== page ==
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Bombings at Mosque in Yemen Kill at Least 25

SANA, Yemen — Bombings at a mosque killed at least 25 people here on Thursday during prayers to commemorate the beginning of Eid al-Adha, a major Muslim holiday, Interior Ministry officials said.

Tamim al-Shami, a spokesman for Yemen’s Health Ministry, said that the mosque, in the Al-Bilili neighborhood, was struck by two bombs, one hidden in a shoe and left at the entrance of the mosque, and another consisting of explosives detonated by a suicide bomber who attacked worshipers as they fled the initial blast.

A Yemeni-based affiliate of the Islamic State released a statement later on Thursday saying that one of its members had carried out the bombing. The group has claimed responsibility for a string of recent similar attacks on mosques in Sana, including one this month that killed at least 32 people.

The bombings by the Islamic State, a Sunni extremist group that is also known as ISIS or ISIL, have often been seen as efforts to incite a broader sectarian conflict with followers of the Houthis, the Shiite-led rebel movement that has controlled Sana for more than a year. Some of the mosques the group has attacked, including the one on Thursday, were frequented by Houthi supporters, though Yemen’s mosques are generally not segregated by sect.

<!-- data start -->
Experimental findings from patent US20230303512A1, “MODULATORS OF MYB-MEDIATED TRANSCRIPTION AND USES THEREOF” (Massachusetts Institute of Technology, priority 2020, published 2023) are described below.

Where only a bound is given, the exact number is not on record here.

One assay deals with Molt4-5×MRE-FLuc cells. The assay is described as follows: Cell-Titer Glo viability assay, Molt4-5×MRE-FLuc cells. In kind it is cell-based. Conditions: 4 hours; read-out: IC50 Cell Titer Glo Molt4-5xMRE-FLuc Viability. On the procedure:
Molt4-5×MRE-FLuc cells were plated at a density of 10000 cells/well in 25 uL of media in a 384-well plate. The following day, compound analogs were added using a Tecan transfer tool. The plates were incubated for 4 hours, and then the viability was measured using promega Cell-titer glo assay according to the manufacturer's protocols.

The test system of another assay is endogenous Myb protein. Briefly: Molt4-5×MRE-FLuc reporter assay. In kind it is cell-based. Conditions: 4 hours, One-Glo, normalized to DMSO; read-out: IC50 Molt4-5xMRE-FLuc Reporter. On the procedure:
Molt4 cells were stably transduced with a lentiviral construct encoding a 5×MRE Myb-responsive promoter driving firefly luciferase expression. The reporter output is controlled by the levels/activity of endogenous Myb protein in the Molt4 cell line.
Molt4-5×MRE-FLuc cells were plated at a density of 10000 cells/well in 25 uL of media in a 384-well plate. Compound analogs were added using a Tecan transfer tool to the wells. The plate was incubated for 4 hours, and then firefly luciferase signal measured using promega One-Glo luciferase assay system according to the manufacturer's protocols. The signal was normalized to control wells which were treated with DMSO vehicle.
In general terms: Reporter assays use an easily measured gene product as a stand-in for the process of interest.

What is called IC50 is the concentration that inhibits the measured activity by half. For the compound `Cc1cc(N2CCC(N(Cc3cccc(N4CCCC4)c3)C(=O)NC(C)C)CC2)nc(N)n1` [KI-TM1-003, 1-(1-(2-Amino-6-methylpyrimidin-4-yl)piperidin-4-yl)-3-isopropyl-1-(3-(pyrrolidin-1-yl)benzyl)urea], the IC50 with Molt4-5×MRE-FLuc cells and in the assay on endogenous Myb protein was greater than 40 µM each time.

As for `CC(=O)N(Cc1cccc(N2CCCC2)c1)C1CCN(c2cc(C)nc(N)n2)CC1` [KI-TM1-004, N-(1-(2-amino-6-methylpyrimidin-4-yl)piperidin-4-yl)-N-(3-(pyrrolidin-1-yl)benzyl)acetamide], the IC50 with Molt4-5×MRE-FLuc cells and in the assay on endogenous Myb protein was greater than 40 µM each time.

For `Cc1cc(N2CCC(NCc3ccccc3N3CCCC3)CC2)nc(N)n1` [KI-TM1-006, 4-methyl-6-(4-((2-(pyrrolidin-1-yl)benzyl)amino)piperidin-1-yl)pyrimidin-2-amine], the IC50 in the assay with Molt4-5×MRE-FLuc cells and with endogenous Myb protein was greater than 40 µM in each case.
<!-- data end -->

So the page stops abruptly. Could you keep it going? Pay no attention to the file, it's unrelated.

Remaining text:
The frequency of the attacks has also raised questions about how securely the Houthis control the capital, six months after a Saudi-led military coalition began an offensive to drive them from Sana and other cities. Coalition warplanes have been battering Sana with airstrikes for weeks now, in what is seen as a possible preparation for a ground invasion of the city by allied forces in a province east of the capital.

The war started in March after the Houthis drove Yemen’s president, Abdu Rabbo Mansour Hadi, into exile in Saudi Arabia. The Saudis, alongside a coalition of other Sunni Arab states, began the air offensive against the Houthis to restore Mr. Hadi and his government to power.

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(via NY Times)